at In Home, Colorado Springs, 80911 United States
I have created this page to raise funds and awareness for Multiple Sclerosis. I hope that with the help of my community we can raise funds and awareness.
I was diagnosed with MS in June of 2007 at the age of 25. I woke up on Feb 4, 2007 (a day I will never forget) with just the tip of my pinky being numb. I did not think much about it and went on with my day as usual; however, by the time bedtime rolled around the entire right side of my body was numb from head to toe. I went to the ER the following Monday, they could not find anything wrong and referred me to a neurologist. I went to the neurologist who ordered an MRI of my brain and spine. At the time of the results we weren’t sure if it was MS or a virus and I was told to wait and see if anything happens. Guess what, something else happen? I was sitting on my couch, watching TV one day and developed this loud ringing in one of my ears; I couldn’t get it to stop. I went to an ENT doctor who had me undergo a hearing test and sure enough I was losing my hearing! I am only 25 I can’t possibly be going deaf, can I? We started a round of high dose steroids in the hopes my hearing would come back, after a month of steroids my hearing did come back. I followed up with neurologist and based on the numbness and hearing loss he made the diagnosis of Multiple Sclerosis. For the first week I think I walked around in a state of confusion. Why me? Why now? What does this mean? I cried, a lot. I was a young mother of two and a wife with a life and a career ahead of me. This is not supposed to happen to ME. I was too scared to do any research for fear of the unknown, the limited knowledge I did have was all negative. It wasn’t until a year or so later that I finally came around and started to research, and to my surprise this wasn’t a death sentence. It is life altering and changes have to made yearly, weekly, and sometimes even daily. I have experienced most of the usual symptoms of MS, some intermittently, like hearing loss, vision loss and paralysis and some symptoms daily, like depression, pain, fatigue, dizziness, cognitive brain fog and balance issues. Thankfully, technology in the medical field has come a long way. My MS is now stable. I am on my fourth disease modifying drug (DMD) as it is trial and error to find what works best for you. I am still pursing my career as a Business Analyst and just recently got a promotion from a BA I to a BA II. I am still chasing after kids, in fact I added one more to the chaos, I now have three girls ages 12, 10 and 3. I am still with my husband of 15 years and and plan on growing old with him. MS has forced me to listen to my body more often. Slow down and nap when I need to, or use a cane for long walks or outings. It has forced my oldest daughter to grow up fast as my right hand man when it comes to taking care of the three year old, they share a bond that can never be broken, and I could not be prouder of her maturity and smarts. It has forced my middle daughter to realize that sometimes mommy just can’t do the same things as other mommies, like go to the park when it is 100 degrees out. Despite having limitations and knowing what those limitation are I am here and doing my best each and every day! Please remember this one thing. Just because some may not look sick physically, doesn’t mean they are not sick.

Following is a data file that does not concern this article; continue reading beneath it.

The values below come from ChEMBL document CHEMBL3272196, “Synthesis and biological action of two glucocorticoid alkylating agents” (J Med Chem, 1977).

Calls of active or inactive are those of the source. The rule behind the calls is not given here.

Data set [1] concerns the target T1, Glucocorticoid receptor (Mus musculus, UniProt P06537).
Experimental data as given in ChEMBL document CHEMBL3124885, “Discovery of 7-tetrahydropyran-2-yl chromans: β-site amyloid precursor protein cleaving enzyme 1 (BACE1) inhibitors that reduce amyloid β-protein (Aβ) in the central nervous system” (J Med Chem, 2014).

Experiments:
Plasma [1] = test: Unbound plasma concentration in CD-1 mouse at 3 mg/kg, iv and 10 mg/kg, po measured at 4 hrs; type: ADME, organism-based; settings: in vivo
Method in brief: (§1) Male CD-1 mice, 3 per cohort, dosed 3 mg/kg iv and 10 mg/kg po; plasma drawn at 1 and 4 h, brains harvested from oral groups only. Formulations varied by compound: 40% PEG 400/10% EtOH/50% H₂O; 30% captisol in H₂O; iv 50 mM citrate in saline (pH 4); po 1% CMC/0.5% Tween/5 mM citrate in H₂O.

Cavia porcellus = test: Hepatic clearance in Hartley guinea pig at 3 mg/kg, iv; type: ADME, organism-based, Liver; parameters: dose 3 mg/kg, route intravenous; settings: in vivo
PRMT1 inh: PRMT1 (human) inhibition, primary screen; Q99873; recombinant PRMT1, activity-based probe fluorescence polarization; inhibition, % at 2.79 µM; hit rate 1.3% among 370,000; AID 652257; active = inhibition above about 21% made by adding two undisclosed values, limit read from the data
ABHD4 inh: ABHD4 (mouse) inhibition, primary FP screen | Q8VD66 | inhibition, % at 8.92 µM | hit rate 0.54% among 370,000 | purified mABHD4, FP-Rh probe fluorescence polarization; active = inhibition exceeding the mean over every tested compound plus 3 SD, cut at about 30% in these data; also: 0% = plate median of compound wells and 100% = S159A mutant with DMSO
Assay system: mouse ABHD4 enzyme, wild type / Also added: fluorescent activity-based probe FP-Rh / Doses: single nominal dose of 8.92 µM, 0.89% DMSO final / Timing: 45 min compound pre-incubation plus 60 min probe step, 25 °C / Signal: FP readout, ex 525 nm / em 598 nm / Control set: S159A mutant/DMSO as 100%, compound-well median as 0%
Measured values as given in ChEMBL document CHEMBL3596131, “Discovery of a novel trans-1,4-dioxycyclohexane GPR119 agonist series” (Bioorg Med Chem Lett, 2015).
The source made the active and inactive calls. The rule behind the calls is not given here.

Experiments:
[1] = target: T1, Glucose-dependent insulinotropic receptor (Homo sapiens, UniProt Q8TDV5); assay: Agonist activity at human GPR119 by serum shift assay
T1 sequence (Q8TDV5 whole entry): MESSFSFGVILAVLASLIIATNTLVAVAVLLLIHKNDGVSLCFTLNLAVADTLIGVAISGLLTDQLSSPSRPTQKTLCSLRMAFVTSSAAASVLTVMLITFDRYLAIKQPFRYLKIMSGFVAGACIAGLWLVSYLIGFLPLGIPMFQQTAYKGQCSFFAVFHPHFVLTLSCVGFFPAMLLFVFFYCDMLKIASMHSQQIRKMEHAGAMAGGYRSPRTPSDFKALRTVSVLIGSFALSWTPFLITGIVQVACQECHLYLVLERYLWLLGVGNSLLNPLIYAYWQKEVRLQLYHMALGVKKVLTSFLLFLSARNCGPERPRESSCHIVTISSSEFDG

436 FB users likes The Prettier Side of MS, set it to 37 position in Likes Rating for Colorado Springs, Colorado in Education category
I have a very strong love hate relationship with the sun. I love the nicer weather but I hate the havoc it creates on my body. My fatigue is uncontrollable among other things.